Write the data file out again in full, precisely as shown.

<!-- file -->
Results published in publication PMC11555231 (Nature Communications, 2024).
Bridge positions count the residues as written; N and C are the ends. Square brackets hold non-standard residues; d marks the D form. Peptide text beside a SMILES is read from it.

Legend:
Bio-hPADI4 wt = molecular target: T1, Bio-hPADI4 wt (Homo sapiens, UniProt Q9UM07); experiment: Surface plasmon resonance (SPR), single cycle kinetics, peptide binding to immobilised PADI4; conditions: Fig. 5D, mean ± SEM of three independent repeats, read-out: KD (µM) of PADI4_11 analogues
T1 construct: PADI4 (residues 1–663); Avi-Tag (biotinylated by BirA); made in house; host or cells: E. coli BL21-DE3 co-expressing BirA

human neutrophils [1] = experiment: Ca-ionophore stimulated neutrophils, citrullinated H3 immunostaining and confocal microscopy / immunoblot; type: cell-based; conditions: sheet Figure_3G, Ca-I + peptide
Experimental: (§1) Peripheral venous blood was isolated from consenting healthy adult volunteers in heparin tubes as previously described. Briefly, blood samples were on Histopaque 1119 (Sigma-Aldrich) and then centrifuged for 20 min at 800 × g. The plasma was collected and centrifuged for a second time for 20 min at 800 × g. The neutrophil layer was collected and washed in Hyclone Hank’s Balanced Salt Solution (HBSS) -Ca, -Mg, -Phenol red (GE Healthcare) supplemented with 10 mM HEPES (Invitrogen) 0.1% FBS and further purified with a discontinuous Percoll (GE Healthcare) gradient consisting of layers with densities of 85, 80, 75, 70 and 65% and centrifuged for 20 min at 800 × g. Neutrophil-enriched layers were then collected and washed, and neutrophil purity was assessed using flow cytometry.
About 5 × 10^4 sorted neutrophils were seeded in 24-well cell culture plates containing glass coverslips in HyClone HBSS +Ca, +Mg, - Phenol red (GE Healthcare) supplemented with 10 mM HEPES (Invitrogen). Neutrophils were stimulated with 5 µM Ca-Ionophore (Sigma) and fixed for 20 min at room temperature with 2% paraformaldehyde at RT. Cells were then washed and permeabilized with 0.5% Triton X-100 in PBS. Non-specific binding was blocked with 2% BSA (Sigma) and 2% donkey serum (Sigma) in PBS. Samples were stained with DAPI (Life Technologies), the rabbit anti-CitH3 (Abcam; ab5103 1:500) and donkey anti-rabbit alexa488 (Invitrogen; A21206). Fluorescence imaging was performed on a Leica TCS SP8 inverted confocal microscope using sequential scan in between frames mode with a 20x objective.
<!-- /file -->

Results published in publication PMC11555231 (Nature Communications, 2024).
Bridge positions count the residues as written; N and C are the ends. Square brackets hold non-standard residues; d marks the D form. Peptide text beside a SMILES is read from it.

Legend:
Bio-hPADI4 wt = molecular target: T1, Bio-hPADI4 wt (Homo sapiens, UniProt Q9UM07); experiment: Surface plasmon resonance (SPR), single cycle kinetics, peptide binding to immobilised PADI4; conditions: Fig. 5D, mean ± SEM of three independent repeats, read-out: KD (µM) of PADI4_11 analogues
T1 construct: PADI4 (residues 1–663); Avi-Tag (biotinylated by BirA); made in house; host or cells: E. coli BL21-DE3 co-expressing BirA

human neutrophils [1] = experiment: Ca-ionophore stimulated neutrophils, citrullinated H3 immunostaining and confocal microscopy / immunoblot; type: cell-based; conditions: sheet Figure_3G, Ca-I + peptide
Experimental: (§1) Peripheral venous blood was isolated from consenting healthy adult volunteers in heparin tubes as previously described. Briefly, blood samples were on Histopaque 1119 (Sigma-Aldrich) and then centrifuged for 20 min at 800 × g. The plasma was collected and centrifuged for a second time for 20 min at 800 × g. The neutrophil layer was collected and washed in Hyclone Hank’s Balanced Salt Solution (HBSS) -Ca, -Mg, -Phenol red (GE Healthcare) supplemented with 10 mM HEPES (Invitrogen) 0.1% FBS and further purified with a discontinuous Percoll (GE Healthcare) gradient consisting of layers with densities of 85, 80, 75, 70 and 65% and centrifuged for 20 min at 800 × g. Neutrophil-enriched layers were then collected and washed, and neutrophil purity was assessed using flow cytometry.
About 5 × 10^4 sorted neutrophils were seeded in 24-well cell culture plates containing glass coverslips in HyClone HBSS +Ca, +Mg, - Phenol red (GE Healthcare) supplemented with 10 mM HEPES (Invitrogen). Neutrophils were stimulated with 5 µM Ca-Ionophore (Sigma) and fixed for 20 min at room temperature with 2% paraformaldehyde at RT. Cells were then washed and permeabilized with 0.5% Triton X-100 in PBS. Non-specific binding was blocked with 2% BSA (Sigma) and 2% donkey serum (Sigma) in PBS. Samples were stained with DAPI (Life Technologies), the rabbit anti-CitH3 (Abcam; ab5103 1:500) and donkey anti-rabbit alexa488 (Invitrogen; A21206). Fluorescence imaging was performed on a Leica TCS SP8 inverted confocal microscope using sequential scan in between frames mode with a 20x objective.